My family and I regularly charter Catamarans in various locations. The most recent charter was planned for Croatia, but COVID redirected us to Catalina. While not as exotic of a location for Southern California locals, it remains a lovely destination. This article touches on the practice of mooring and one particularly humorous mooring event.
As most local boaters know, Catalina utilizes a two point mooring system. Normal process is to grab the mooring wand from the bow, pull the line from the wand up to the mooring line, secure the mooring line loop to a bow cleat and then run down a separate line (the sand line) astern until the stern mooring line is reached and attached it to a stern cleat. With only minimal boat handling skills, basic crew instruction, a sprinkle of patience and a dash of good luck, voila the vessel is moored.
Between day sails, trips to the water dock, mooring moves (which happened thrice in Avalon) and stays in both Catalina Harbor and Isthmus Cove, we likely moored twenty times. We missed twice. The first attempt began with apparent success, we grabbed the mooring line with the vessel barely moving and virtually no wind or current to deal with. Unfortunately, the captain (and writer) failed to communicate well with the crew as to how they could provide instructions to fine tune our position when the initial attempt to secure the bow mooring line was unsuccessful. No biggie, the second attempt was successful.
A much more challenging and eventful attempt occurred when returning from a day sail in the late afternoon. 20+ knot winds were the most significant factor as we approached the mooring from upwind. We passed the mooring, spun the 42’ Catamaran successfully into the wind and put the port bow at the wand. The crew was able to grab the wand but failed to secure the mooring line.
As minor adjustments failed to bring the vessel back to its necessary position, “head into the wind” was offered by what appeared to be the captain of the adjacent vessel, moving his hands as if guiding an airplane to a gate. My initial thought was, “no shit” but I chose to respond with a verbal “thank you” and a head bob, communicating in the howling wind from 20 yards. He was right, after spinning into the wind and missing, I was trying to walk the boat sideways back into position and the wind made it challenging.
During the next few moments, several other pieces of advice were provided, though none were requested, they were all suitable and clearly came from a knowledgeable captain. Based on what appeared to be the owners, captain, and crew on their starboard rail, this was a regular and entertaining event for them, think boat launch ramp and “Qualified Captain” (Google it if you haven’t watched).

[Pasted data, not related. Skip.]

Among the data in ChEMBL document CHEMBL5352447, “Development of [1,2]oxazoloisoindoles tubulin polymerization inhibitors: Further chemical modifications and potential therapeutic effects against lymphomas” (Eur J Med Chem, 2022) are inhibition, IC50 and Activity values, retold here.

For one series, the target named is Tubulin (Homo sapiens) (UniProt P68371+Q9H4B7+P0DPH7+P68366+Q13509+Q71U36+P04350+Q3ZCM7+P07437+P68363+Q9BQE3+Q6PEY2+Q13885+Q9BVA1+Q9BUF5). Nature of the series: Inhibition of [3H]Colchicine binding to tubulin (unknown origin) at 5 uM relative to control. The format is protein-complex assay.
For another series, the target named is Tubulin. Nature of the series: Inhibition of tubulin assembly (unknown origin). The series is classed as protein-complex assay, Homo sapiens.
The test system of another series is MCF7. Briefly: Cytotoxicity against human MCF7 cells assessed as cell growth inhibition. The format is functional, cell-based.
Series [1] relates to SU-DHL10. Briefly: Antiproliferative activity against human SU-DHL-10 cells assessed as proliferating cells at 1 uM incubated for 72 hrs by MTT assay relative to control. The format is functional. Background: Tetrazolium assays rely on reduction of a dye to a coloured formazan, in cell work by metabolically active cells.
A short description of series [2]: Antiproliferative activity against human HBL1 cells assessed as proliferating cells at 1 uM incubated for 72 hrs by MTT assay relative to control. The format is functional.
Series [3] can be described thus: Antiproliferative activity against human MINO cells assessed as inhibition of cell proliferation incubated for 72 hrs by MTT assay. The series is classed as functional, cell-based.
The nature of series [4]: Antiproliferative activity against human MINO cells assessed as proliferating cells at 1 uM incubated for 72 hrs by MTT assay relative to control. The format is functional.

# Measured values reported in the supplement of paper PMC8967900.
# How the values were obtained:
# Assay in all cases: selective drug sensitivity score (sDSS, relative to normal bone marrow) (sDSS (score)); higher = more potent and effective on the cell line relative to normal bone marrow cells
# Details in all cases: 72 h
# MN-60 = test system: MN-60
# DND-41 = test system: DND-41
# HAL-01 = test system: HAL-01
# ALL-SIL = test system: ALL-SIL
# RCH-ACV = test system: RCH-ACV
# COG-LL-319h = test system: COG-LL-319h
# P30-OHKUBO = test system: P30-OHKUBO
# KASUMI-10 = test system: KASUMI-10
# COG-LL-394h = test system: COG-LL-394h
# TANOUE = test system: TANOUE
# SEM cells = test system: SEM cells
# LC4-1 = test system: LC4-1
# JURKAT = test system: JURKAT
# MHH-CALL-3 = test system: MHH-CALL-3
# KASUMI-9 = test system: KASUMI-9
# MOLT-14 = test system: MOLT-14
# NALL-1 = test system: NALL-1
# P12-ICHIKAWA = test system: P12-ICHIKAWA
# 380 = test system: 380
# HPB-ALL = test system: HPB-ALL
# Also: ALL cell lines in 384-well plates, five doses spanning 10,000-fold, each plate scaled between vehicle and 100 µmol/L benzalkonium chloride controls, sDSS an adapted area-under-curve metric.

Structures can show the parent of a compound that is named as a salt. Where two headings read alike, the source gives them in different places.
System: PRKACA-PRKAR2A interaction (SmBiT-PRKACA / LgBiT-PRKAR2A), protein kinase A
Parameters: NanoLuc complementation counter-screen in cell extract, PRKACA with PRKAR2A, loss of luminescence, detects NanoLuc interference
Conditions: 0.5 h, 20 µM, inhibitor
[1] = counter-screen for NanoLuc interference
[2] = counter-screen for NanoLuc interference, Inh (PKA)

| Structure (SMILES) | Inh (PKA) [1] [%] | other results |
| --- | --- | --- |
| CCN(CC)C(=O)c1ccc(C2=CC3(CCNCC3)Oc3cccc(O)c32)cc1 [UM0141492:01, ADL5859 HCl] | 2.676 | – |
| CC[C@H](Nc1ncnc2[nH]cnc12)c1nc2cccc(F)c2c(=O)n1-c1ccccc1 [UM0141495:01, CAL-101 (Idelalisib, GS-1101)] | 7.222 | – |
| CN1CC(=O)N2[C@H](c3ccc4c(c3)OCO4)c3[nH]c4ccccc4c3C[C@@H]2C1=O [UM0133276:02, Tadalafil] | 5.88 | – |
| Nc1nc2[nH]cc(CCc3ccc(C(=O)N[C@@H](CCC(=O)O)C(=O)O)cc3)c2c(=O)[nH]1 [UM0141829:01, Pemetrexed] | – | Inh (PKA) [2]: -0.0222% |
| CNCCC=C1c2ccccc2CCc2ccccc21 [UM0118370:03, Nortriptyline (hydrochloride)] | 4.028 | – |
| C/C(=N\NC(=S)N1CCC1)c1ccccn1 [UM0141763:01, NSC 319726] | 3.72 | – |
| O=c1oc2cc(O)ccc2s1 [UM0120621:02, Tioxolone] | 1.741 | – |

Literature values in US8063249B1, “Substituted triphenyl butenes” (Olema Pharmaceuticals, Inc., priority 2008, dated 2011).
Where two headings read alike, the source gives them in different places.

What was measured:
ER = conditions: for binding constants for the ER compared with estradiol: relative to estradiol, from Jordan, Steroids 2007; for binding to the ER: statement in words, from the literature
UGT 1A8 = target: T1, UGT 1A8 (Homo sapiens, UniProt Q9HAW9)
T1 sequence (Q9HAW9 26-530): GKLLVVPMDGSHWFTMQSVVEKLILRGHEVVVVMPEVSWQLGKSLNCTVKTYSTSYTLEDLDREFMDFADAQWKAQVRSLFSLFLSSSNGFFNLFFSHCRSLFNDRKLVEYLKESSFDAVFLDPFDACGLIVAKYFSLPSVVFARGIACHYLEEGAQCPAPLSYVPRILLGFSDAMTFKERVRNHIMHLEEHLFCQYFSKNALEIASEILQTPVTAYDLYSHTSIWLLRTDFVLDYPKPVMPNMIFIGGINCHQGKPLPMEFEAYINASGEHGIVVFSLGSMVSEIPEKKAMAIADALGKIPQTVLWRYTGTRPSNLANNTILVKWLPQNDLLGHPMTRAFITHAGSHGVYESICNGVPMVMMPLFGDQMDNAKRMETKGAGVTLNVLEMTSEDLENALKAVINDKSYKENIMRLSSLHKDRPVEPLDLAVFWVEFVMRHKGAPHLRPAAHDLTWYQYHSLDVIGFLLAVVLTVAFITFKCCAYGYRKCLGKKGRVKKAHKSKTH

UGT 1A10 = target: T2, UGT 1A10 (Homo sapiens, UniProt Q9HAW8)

I had assigned one crew to grab the wand, the largest crew person to grab the mooring line and attach it to the cleat and a third crew to stand by with a loose fender, just in case.
The fender operator, a novice sailor, took the job seriously. However, in an earnest attempt to place the fender between our vessel and the adjacent vessel, well in advance of any contact, they obstructed the more important work of mooring. To them the adjacent captain said “You should get out the way, we have fenders if needed”. Again, he was right and verbalized the idea prior to me. I confirmed that the fender holder should stand down for the time being.
The mooring line had just been secured on the bow when the captain instructed us to “back down, hard”. Another brilliant idea I thought and though we were successfully backing down (as hard as our two 30 horsepower engines would allow) the crew was not successful in the stern mooring. The boat was too small to reach the stern mooring line (42’ boat on a 70’ mooring) and the concept of securing the sand line as tightly as possible had not been explained properly to the crew. Even with the adjacent captain’s sage advice, our crew was ill prepared by their captain for this unforeseen event. They struggled mightily but alas could not reach the stern mooring line.
No problem, my first mate and wife of nearly thirty years could handle the helm at this point and I was able to manage the stern mooring attachment. We were fairly tight on the sand line and happy to have completed a more difficult mooring and one final suggestion was offered, “Call the harbor patrol and have them pull you back to tighten up your mooring.” Crap, I thought, I had instantly shifted to margarita mode.
All of his unsolicited advice had been good, mostly unheeded, but no bad advice. Out of an abundance of caution, I hailed the next passing harbor patrolman who took a quick look and advised that we were well moored and should take up any remaining slack in the sand line when the wind subsided. I smiled inside as I poured the Grand Marnier floater on top of my marg.
An hour or so later, the wind subsided. I explained to the crew that we were going to reverse hard and take up all possible slack on the sand line, tightening up the mooring as much as possible. No one was on the deck of the neighboring vessel. As I begin to reverse and back down, one final bit of advice emanated from an open porthole, “PULL HARD.” I laughed inside and later joked with the crew, you had one job, pull hard, and apparently you weren’t doing so or you wouldn’t have received such sage advice. I was extremely proud of my crew, even after I noticed that every bit of the sand line they retrieved had somehow been stored on the stern cleat, in a giant ball of confusion.